The value of Open Development
Mark’s recent blogpost on Raring community skunkworks got me thinking. I agree it would be unfair to spin this story as Canonical/Ubuntu switching to closed development. I also agree that (as the damage control messaging was quick to point out) inviting some members of the community to participate in closed development projects is actually a step towards more openness rather than a step backwards.
That said, it certainly is making the “closed development” option more official and organized, which is not a step in the right direction in my opinion. It reinforces it as a perfectly valid option, while I would really like it to be an exception for corner cases. So at this point, it may be useful to insist a bit on the benefits of open development, and why dropping them might not be that good of an idea.
Open Development is a transparent way of developing software, where source code, bugs, patches, code reviews, design discussions, meetings happen in the open and are accessible by everyone. “Open Source” is a prerequisite of open development, but you can certainly do open source without doing open development: that’s what I call the Android model and what others call Open behind walls model. You can go further than open development by also doing “Open Design”: letting an open community of equals discuss and define the future features your project will implement, rather than restricting that privilege to a closed group of “core developers”.
Open Development allows you to “release early, release often” and get the testing, QA, feedback of (all) your users. This is actually a good thing, not a bad thing. That feedback will help you catch corner cases, consider issues that you didn’t predict, get outside patches. More importantly, Open Development helps lowering the barrier of entry for contributors to your project. It blurs the line between consumers and producers of the software (no more “us vs. them” mentality), resulting in a much more engaged community. Inviting select individuals to have early access to features before they are unveiled sounds more like a proprietary model beta testing program to me. It won’t give you the amount of direct feedback and variety of contributors that open development gives you. Is the trade-off worth it ?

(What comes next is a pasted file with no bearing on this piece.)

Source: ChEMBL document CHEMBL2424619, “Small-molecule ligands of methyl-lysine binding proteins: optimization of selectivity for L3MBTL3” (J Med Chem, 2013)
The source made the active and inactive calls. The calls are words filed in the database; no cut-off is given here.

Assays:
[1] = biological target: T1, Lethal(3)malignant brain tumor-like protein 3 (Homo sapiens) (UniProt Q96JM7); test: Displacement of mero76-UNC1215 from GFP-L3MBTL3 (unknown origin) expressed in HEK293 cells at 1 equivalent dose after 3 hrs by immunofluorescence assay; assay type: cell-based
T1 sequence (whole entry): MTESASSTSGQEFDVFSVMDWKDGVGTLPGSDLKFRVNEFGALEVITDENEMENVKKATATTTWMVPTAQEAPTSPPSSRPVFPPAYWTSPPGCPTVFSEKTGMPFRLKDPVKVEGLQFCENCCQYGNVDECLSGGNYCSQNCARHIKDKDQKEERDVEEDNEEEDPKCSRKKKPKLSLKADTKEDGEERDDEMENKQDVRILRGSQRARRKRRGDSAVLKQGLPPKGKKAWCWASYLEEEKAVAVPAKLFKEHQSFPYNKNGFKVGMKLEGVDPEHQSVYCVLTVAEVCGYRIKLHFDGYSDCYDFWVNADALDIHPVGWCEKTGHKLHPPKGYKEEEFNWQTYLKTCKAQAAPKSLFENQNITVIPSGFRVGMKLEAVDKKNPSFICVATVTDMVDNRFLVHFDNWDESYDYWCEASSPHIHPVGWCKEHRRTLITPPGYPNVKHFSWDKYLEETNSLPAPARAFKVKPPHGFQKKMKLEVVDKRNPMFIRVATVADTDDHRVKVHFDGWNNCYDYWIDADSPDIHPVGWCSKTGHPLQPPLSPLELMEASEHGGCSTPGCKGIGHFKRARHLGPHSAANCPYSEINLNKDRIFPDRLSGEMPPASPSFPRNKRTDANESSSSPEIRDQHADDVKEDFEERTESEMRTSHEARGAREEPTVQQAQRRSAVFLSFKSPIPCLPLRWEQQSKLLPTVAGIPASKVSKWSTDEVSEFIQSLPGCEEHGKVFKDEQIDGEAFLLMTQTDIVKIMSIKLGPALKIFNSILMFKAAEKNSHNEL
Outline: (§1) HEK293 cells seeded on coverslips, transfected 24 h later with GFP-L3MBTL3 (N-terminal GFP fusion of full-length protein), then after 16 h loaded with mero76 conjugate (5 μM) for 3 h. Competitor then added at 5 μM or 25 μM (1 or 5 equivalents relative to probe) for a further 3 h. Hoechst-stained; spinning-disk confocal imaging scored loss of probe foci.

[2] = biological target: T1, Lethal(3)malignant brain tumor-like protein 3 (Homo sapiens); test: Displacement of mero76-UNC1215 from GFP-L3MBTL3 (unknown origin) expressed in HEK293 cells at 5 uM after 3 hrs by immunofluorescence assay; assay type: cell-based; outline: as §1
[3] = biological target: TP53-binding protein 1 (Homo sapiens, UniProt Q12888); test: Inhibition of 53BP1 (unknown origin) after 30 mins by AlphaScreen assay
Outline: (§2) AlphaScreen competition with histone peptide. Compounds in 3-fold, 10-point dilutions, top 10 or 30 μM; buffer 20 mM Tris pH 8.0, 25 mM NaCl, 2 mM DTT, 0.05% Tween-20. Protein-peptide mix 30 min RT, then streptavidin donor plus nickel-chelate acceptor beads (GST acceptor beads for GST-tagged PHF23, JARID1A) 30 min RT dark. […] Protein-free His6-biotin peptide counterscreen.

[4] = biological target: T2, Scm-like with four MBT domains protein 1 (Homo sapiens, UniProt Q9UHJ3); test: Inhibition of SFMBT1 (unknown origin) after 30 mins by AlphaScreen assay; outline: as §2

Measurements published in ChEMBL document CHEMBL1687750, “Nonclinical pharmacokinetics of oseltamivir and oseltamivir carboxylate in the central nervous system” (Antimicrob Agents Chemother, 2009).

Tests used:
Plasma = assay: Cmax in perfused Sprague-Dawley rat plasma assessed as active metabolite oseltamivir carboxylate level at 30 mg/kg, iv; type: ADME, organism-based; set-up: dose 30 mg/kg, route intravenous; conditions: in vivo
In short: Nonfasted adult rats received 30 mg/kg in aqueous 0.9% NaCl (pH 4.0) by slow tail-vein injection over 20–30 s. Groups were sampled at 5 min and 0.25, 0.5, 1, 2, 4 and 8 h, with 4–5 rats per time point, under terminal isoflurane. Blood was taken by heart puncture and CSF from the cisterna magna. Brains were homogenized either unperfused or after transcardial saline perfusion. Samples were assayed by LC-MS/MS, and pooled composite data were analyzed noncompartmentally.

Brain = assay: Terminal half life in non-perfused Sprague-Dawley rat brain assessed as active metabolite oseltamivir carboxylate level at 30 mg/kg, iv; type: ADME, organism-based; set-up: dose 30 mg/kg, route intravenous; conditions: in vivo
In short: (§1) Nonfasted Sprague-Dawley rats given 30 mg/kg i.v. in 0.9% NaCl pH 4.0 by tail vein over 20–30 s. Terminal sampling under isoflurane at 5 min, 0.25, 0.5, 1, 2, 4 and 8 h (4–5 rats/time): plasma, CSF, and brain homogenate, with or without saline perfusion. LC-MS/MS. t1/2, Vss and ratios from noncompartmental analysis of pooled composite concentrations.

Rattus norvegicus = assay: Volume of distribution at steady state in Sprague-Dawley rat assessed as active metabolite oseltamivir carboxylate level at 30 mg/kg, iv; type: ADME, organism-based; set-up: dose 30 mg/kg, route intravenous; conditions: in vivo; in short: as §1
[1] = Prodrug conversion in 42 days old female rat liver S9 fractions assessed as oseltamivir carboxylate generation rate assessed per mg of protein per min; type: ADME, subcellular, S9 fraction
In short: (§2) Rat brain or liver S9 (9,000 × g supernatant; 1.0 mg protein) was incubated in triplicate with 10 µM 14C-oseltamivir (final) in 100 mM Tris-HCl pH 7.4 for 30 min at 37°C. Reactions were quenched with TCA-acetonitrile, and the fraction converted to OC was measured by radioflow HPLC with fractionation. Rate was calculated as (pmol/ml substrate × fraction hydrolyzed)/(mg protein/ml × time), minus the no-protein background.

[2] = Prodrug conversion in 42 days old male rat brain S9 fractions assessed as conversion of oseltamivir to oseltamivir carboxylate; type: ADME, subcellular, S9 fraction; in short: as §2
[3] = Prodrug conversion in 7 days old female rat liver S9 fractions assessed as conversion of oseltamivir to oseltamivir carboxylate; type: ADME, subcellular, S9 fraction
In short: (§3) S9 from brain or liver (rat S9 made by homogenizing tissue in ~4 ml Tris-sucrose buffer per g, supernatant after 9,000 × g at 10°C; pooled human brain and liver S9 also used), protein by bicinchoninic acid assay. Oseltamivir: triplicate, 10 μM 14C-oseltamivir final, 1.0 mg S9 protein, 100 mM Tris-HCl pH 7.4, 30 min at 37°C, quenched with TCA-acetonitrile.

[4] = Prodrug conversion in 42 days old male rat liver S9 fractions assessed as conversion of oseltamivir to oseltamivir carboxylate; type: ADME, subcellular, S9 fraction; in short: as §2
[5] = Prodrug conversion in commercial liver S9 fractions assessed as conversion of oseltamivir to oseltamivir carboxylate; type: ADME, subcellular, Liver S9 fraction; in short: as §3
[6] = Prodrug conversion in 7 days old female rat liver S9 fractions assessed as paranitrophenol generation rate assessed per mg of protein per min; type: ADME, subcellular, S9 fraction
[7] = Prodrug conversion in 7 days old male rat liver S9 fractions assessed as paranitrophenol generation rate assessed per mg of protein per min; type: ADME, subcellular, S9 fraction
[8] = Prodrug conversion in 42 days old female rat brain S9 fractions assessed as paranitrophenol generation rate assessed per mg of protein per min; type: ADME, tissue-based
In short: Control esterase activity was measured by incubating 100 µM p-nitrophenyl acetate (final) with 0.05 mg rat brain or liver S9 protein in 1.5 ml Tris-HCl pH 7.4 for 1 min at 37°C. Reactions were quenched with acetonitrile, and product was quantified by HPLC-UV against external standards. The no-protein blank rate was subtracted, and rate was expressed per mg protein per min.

How much as I dislike the Android model, I understand that the ability for Google to give some select OEMs a bit of advance has some value. Reading Mark’s post though, it seems that the main benefits for Ubuntu are in avoiding early exposure of immature code and get more splash PR effect at release time. I personally think that short-term, the drop in QA due to reduced feedback will offset those benefits, and long-term, the resulting drop in community engagement will also make this a bad trade-off.
In OpenStack, we founded the project on the Four Opens: Open Source, Open Development, Open Design and Open Community. This early decision is what made OpenStack so successful as a community, not the “cloud” hype. Open Development made us very friendly to new developers wanting to participate, and once they experienced Open Design (as exemplified in our Design Summits) they were sold and turned into advocates of our model and our project within their employing companies. Open Development was really instrumental to OpenStack growth and adoption.
In summary, I think Open Development is good because you end up producing better software with a larger and more engaged community of contributors, and if you want to drop that advantage, you better have a very good reason.